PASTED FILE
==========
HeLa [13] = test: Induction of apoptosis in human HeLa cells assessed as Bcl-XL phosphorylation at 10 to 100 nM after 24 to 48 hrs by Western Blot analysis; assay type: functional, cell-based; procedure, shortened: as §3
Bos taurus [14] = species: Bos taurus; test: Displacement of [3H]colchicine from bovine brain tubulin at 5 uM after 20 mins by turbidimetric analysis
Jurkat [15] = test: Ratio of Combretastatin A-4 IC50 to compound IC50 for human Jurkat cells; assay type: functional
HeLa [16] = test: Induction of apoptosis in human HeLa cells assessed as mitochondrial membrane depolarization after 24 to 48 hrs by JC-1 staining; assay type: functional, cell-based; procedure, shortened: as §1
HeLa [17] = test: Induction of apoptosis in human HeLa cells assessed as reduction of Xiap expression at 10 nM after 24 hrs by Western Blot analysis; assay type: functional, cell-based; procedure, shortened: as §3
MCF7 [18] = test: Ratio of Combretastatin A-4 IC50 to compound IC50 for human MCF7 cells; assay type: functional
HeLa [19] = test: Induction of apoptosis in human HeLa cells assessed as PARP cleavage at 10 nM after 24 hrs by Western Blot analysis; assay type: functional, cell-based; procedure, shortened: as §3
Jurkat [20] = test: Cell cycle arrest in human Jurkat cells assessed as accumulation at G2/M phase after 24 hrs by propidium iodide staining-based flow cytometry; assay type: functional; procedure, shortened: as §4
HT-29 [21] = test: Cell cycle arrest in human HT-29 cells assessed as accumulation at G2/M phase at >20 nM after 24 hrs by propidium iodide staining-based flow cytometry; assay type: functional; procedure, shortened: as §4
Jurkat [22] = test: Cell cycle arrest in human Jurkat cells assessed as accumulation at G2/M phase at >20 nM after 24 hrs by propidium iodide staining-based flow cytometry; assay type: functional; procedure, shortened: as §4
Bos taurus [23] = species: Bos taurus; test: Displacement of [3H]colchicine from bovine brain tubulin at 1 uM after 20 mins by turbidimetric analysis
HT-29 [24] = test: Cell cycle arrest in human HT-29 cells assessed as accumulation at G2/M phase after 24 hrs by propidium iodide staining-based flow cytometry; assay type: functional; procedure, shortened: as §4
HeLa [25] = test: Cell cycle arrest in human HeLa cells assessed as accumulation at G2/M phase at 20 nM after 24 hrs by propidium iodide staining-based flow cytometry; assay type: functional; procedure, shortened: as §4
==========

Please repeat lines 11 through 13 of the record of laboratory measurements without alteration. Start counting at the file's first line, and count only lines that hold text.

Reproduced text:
Bos taurus [23] = species: Bos taurus; test: Displacement of [3H]colchicine from bovine brain tubulin at 1 uM after 20 mins by turbidimetric analysis
HT-29 [24] = test: Cell cycle arrest in human HT-29 cells assessed as accumulation at G2/M phase after 24 hrs by propidium iodide staining-based flow cytometry; assay type: functional; procedure, shortened: as §4
HeLa [25] = test: Cell cycle arrest in human HeLa cells assessed as accumulation at G2/M phase at 20 nM after 24 hrs by propidium iodide staining-based flow cytometry; assay type: functional; procedure, shortened: as §4